One of the characteristics of the obsessive end of OCD (which is all of my OCD) is a constant feeling akin to “buyer’s remorse.” Quite often this is literally buyer’s remorse, as choosing what items to buy when faced with so many choices is a tremendous burden on the mind already overthinking everything because of OCD.
However this phenomenon of “buyer’s remorse” extends beyond just purchases. Any time I am given the choice between two like entities—of any sort—I am going to not only obsess over every detail when choosing one or the other. I am also—quite near 100 percent of the time—going to regret my decision.
This is just a reality I live in. This may not show unless you are close to me, as I tend to keep my opinions to myself (in that they’re… complex.) I live with this every second of the day. If I am not obsessing over a future choice, I am killing myself with regret over even the smallest decisions I’ve made.
I tend to avoid making decisions until I have to, and my brain goes into overdrive when presented with a decision to try and hedge against regret by not fully committing to any decision.
Oh, I need to spell out the usual stuff when it comes to me explaining how I work. I’m not offering self-help. I most likely do not have an actual solution that is practicable. I don’t do solutions, I worm my way around issues to just try to get to a place of personal safety. That may seem extreme, but being in constant regret is kinda extreme.
Do I want fries with that?
This presents me with two possible eventualities:
1. Spending money on fries that I’d rather just keep.
2. Not having really tasty fries.
Seems a little funny, but when my OCD is at its worst, this quite literally causes a level of anxiety—while not debilitating—far too high for something as simple as spending a dollar on fries or not. The anxiety increases by orders of magnitude depending on the severity of the fallout of the decision. But we’re sticking with fries for this adventure into my brain.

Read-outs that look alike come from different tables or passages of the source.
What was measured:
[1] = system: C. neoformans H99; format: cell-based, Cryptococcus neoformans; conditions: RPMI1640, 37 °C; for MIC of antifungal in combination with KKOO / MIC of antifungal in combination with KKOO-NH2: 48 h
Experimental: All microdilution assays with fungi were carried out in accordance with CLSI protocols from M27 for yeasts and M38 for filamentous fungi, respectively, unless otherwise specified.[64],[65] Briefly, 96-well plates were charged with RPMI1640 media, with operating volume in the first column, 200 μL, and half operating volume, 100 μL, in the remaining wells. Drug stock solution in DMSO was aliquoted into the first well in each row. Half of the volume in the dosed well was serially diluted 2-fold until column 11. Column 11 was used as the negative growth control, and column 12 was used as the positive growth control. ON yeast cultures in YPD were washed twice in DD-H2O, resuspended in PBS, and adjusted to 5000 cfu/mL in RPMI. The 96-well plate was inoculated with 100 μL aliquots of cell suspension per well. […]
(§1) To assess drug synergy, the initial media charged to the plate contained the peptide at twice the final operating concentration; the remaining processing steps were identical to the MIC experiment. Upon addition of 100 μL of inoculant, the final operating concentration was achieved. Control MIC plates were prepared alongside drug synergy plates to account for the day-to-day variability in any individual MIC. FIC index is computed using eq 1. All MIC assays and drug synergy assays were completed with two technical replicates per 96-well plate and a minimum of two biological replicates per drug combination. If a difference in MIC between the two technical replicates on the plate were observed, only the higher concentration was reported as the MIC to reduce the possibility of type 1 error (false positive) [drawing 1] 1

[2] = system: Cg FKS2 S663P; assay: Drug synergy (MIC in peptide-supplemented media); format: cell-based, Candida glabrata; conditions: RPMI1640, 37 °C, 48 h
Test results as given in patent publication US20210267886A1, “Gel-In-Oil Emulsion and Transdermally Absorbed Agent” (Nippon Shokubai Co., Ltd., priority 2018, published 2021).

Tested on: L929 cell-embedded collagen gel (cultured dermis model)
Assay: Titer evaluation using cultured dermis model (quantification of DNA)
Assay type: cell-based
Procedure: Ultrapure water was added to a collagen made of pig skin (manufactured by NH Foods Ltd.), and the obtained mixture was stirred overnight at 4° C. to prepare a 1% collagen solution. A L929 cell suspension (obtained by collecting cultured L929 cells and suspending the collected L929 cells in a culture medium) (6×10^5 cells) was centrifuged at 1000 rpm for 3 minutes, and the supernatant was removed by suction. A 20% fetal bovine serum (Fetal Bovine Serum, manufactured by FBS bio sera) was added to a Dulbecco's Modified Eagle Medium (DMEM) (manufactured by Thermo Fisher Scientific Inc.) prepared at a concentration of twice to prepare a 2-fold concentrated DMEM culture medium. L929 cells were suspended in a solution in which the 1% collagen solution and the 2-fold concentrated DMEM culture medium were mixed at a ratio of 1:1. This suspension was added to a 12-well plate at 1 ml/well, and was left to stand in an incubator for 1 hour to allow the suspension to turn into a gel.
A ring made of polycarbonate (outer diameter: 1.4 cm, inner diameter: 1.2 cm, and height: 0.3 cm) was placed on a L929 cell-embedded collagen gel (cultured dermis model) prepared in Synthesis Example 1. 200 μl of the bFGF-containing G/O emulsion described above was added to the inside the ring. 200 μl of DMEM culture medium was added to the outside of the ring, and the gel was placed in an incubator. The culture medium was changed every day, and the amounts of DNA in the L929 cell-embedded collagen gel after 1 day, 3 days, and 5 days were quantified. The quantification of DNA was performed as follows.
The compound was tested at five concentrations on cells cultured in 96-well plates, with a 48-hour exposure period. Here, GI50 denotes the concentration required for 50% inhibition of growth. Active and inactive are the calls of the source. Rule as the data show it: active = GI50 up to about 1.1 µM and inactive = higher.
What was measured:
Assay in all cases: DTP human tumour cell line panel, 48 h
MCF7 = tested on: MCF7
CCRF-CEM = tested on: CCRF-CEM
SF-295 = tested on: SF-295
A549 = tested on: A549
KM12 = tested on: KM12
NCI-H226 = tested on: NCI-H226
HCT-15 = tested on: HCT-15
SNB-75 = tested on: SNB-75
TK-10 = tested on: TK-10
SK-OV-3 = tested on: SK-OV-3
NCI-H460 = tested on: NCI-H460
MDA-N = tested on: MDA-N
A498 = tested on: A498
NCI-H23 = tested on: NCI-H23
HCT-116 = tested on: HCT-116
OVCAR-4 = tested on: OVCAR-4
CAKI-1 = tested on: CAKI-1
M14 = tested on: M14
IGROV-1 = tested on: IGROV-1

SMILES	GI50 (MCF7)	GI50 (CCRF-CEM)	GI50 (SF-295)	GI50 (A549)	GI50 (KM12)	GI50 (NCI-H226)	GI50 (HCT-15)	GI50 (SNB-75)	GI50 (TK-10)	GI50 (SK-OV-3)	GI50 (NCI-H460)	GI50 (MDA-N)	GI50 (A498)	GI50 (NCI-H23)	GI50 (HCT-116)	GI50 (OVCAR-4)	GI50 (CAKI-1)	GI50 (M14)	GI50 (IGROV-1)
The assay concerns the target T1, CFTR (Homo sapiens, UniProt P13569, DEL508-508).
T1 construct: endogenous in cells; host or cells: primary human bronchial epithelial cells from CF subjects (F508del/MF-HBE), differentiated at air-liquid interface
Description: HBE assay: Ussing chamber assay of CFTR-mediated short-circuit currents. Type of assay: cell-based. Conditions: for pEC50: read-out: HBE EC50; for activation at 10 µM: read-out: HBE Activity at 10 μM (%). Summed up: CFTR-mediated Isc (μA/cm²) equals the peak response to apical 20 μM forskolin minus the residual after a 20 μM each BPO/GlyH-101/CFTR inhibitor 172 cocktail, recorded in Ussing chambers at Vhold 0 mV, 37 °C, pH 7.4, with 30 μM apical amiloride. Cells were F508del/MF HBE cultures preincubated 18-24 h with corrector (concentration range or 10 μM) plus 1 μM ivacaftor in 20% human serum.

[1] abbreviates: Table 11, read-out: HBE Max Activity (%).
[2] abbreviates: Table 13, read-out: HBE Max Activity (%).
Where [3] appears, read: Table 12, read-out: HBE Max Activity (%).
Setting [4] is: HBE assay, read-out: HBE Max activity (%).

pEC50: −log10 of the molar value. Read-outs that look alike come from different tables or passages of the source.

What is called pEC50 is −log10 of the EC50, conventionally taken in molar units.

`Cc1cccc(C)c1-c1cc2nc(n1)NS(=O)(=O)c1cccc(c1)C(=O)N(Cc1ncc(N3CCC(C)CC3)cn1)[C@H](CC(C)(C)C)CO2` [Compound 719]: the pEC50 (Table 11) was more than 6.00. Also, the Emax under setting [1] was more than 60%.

I’m not going to decide between one or the other. I’m most likely with a person and I will ask them to get fries with their purchase so we both have fries and I will not have made a decision to get them or not. This helps a little, though it then requires me to be that person who mooches off my partner’s fries.
Another tactic I will use is to force my brain to want something better and different and just let it go with that new need. For example, rather than adding fries I now crave small chicken nuggets as a side order. I need to crave this first and not be presented with a decision to purchase chicken nuggets or not. If I can trick my brain into this, and I get my nuggets, I am satiated. Because I “wanted” them.
These aren’t solutions. They’re actions that work to avoid. That is fine with me, I do not mind shortcuts.
The problem comes when this is amplified. I need to purchase a television because mine broke. This is a major purchase for someone as thrifty as I am. And the mechanisms above don’t work, and I will regret my purchase most likely.
In this case, I will break out a spreadsheet. If I can put all of the specs and pricing for every possible television, narrowing it down through analytics will soothe the unknowns of all the televisions I am not going to buy.
And then I will ask around. There is one nice way about how I think: I can turn on my trust in people for things that aren’t supercritical. Television is not supercritical.
Well, until it comes time to decide on which television to purchase. Then it is an assortment of Sophie’s choices. However if enough people who I ask agree that one—and only one—television is the best choice, it is not as bad.
Just “not as bad.”
Because no matter what, I’m going to regret my decision. For weeks. Maybe months. Until that which I decided upon is such a part of my daily life that I never want to get rid of it. That is the goal. Because if I do get rid of that which I decided upon long ago… the whole cycle starts over.
Because I do not want to decide once again.